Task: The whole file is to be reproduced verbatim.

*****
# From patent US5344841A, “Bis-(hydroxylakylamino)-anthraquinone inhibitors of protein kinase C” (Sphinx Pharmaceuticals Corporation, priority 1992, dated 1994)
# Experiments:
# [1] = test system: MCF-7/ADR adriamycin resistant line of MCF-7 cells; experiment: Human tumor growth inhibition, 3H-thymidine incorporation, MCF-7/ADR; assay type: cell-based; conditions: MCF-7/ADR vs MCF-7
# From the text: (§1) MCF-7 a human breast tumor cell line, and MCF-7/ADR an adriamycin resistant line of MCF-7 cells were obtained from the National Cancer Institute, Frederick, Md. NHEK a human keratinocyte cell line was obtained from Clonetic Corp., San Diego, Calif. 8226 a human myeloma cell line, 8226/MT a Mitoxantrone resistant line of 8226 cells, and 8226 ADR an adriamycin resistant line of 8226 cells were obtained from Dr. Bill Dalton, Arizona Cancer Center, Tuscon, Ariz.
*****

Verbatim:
# From patent US5344841A, “Bis-(hydroxylakylamino)-anthraquinone inhibitors of protein kinase C” (Sphinx Pharmaceuticals Corporation, priority 1992, dated 1994)
# Experiments:
# [1] = test system: MCF-7/ADR adriamycin resistant line of MCF-7 cells; experiment: Human tumor growth inhibition, 3H-thymidine incorporation, MCF-7/ADR; assay type: cell-based; conditions: MCF-7/ADR vs MCF-7
# From the text: (§1) MCF-7 a human breast tumor cell line, and MCF-7/ADR an adriamycin resistant line of MCF-7 cells were obtained from the National Cancer Institute, Frederick, Md. NHEK a human keratinocyte cell line was obtained from Clonetic Corp., San Diego, Calif. 8226 a human myeloma cell line, 8226/MT a Mitoxantrone resistant line of 8226 cells, and 8226 ADR an adriamycin resistant line of 8226 cells were obtained from Dr. Bill Dalton, Arizona Cancer Center, Tuscon, Ariz.